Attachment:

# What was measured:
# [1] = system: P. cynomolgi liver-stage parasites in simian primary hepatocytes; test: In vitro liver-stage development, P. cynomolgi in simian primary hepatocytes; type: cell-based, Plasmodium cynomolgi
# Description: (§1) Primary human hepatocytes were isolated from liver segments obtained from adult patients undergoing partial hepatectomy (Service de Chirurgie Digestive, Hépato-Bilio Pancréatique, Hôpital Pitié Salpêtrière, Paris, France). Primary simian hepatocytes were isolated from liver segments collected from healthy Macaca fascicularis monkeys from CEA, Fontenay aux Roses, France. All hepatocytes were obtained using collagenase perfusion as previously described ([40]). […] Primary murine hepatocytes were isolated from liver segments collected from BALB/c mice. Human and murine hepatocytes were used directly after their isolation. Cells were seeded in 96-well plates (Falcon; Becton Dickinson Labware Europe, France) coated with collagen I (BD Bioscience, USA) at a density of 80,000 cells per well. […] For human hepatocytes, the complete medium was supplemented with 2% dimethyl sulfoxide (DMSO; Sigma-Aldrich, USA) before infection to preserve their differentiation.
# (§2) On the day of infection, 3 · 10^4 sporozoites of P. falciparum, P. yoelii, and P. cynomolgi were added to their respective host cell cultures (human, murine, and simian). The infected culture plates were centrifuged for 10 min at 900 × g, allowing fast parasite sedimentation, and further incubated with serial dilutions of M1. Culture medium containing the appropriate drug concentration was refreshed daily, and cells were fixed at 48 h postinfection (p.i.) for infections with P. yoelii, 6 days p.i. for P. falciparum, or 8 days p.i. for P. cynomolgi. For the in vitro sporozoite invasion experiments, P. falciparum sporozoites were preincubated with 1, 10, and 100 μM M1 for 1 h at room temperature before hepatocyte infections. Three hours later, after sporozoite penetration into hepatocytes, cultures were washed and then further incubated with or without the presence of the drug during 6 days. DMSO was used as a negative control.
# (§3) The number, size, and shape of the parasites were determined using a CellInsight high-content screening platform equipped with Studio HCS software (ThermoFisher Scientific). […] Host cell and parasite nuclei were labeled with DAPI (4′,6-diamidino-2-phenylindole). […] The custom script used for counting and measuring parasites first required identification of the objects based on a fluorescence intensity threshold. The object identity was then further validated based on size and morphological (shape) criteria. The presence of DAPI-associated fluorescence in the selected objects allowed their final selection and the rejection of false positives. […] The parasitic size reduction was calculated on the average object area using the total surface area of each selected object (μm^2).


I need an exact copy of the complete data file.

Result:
# What was measured:
# [1] = system: P. cynomolgi liver-stage parasites in simian primary hepatocytes; test: In vitro liver-stage development, P. cynomolgi in simian primary hepatocytes; type: cell-based, Plasmodium cynomolgi
# Description: (§1) Primary human hepatocytes were isolated from liver segments obtained from adult patients undergoing partial hepatectomy (Service de Chirurgie Digestive, Hépato-Bilio Pancréatique, Hôpital Pitié Salpêtrière, Paris, France). Primary simian hepatocytes were isolated from liver segments collected from healthy Macaca fascicularis monkeys from CEA, Fontenay aux Roses, France. All hepatocytes were obtained using collagenase perfusion as previously described ([40]). […] Primary murine hepatocytes were isolated from liver segments collected from BALB/c mice. Human and murine hepatocytes were used directly after their isolation. Cells were seeded in 96-well plates (Falcon; Becton Dickinson Labware Europe, France) coated with collagen I (BD Bioscience, USA) at a density of 80,000 cells per well. […] For human hepatocytes, the complete medium was supplemented with 2% dimethyl sulfoxide (DMSO; Sigma-Aldrich, USA) before infection to preserve their differentiation.
# (§2) On the day of infection, 3 · 10^4 sporozoites of P. falciparum, P. yoelii, and P. cynomolgi were added to their respective host cell cultures (human, murine, and simian). The infected culture plates were centrifuged for 10 min at 900 × g, allowing fast parasite sedimentation, and further incubated with serial dilutions of M1. Culture medium containing the appropriate drug concentration was refreshed daily, and cells were fixed at 48 h postinfection (p.i.) for infections with P. yoelii, 6 days p.i. for P. falciparum, or 8 days p.i. for P. cynomolgi. For the in vitro sporozoite invasion experiments, P. falciparum sporozoites were preincubated with 1, 10, and 100 μM M1 for 1 h at room temperature before hepatocyte infections. Three hours later, after sporozoite penetration into hepatocytes, cultures were washed and then further incubated with or without the presence of the drug during 6 days. DMSO was used as a negative control.
# (§3) The number, size, and shape of the parasites were determined using a CellInsight high-content screening platform equipped with Studio HCS software (ThermoFisher Scientific). […] Host cell and parasite nuclei were labeled with DAPI (4′,6-diamidino-2-phenylindole). […] The custom script used for counting and measuring parasites first required identification of the objects based on a fluorescence intensity threshold. The object identity was then further validated based on size and morphological (shape) criteria. The presence of DAPI-associated fluorescence in the selected objects allowed their final selection and the rejection of false positives. […] The parasitic size reduction was calculated on the average object area using the total surface area of each selected object (μm^2).